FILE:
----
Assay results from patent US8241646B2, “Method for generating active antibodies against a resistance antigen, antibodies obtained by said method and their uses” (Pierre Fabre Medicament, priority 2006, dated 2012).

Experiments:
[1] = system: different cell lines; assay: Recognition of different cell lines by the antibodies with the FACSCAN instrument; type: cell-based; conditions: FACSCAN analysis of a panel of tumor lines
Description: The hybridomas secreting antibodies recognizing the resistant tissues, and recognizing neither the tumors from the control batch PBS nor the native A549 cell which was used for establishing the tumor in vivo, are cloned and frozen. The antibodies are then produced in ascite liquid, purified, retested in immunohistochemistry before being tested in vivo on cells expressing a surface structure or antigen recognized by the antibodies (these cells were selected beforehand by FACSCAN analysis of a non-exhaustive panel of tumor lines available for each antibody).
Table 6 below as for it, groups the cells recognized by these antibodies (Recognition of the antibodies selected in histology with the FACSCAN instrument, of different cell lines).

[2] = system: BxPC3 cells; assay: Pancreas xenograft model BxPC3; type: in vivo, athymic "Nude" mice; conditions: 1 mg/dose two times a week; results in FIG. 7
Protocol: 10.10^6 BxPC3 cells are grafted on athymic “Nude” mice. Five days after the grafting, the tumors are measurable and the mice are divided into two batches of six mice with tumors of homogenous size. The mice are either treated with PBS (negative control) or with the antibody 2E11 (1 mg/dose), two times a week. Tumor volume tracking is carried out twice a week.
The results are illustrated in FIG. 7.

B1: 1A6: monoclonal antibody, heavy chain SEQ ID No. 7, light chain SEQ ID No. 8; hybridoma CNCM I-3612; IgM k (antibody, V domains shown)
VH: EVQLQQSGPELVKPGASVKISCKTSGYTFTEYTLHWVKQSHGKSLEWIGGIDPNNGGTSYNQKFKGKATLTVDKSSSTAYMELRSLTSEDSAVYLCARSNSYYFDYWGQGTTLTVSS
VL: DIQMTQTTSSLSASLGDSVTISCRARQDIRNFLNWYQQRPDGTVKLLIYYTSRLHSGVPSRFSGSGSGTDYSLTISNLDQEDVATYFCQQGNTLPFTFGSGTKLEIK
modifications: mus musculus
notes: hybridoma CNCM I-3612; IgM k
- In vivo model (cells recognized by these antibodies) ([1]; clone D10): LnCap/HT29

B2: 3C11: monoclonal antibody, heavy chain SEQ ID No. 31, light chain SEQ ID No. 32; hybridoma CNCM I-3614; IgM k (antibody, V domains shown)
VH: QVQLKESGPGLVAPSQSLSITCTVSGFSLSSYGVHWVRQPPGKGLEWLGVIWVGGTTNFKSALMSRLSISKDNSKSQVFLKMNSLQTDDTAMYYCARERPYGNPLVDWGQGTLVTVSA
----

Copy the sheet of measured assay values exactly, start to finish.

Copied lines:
Assay results from patent US8241646B2, “Method for generating active antibodies against a resistance antigen, antibodies obtained by said method and their uses” (Pierre Fabre Medicament, priority 2006, dated 2012).

Experiments:
[1] = system: different cell lines; assay: Recognition of different cell lines by the antibodies with the FACSCAN instrument; type: cell-based; conditions: FACSCAN analysis of a panel of tumor lines
Description: The hybridomas secreting antibodies recognizing the resistant tissues, and recognizing neither the tumors from the control batch PBS nor the native A549 cell which was used for establishing the tumor in vivo, are cloned and frozen. The antibodies are then produced in ascite liquid, purified, retested in immunohistochemistry before being tested in vivo on cells expressing a surface structure or antigen recognized by the antibodies (these cells were selected beforehand by FACSCAN analysis of a non-exhaustive panel of tumor lines available for each antibody).
Table 6 below as for it, groups the cells recognized by these antibodies (Recognition of the antibodies selected in histology with the FACSCAN instrument, of different cell lines).

[2] = system: BxPC3 cells; assay: Pancreas xenograft model BxPC3; type: in vivo, athymic "Nude" mice; conditions: 1 mg/dose two times a week; results in FIG. 7
Protocol: 10.10^6 BxPC3 cells are grafted on athymic “Nude” mice. Five days after the grafting, the tumors are measurable and the mice are divided into two batches of six mice with tumors of homogenous size. The mice are either treated with PBS (negative control) or with the antibody 2E11 (1 mg/dose), two times a week. Tumor volume tracking is carried out twice a week.
The results are illustrated in FIG. 7.

B1: 1A6: monoclonal antibody, heavy chain SEQ ID No. 7, light chain SEQ ID No. 8; hybridoma CNCM I-3612; IgM k (antibody, V domains shown)
VH: EVQLQQSGPELVKPGASVKISCKTSGYTFTEYTLHWVKQSHGKSLEWIGGIDPNNGGTSYNQKFKGKATLTVDKSSSTAYMELRSLTSEDSAVYLCARSNSYYFDYWGQGTTLTVSS
VL: DIQMTQTTSSLSASLGDSVTISCRARQDIRNFLNWYQQRPDGTVKLLIYYTSRLHSGVPSRFSGSGSGTDYSLTISNLDQEDVATYFCQQGNTLPFTFGSGTKLEIK
modifications: mus musculus
notes: hybridoma CNCM I-3612; IgM k
- In vivo model (cells recognized by these antibodies) ([1]; clone D10): LnCap/HT29

B2: 3C11: monoclonal antibody, heavy chain SEQ ID No. 31, light chain SEQ ID No. 32; hybridoma CNCM I-3614; IgM k (antibody, V domains shown)
VH: QVQLKESGPGLVAPSQSLSITCTVSGFSLSSYGVHWVRQPPGKGLEWLGVIWVGGTTNFKSALMSRLSISKDNSKSQVFLKMNSLQTDDTAMYYCARERPYGNPLVDWGQGTLVTVSA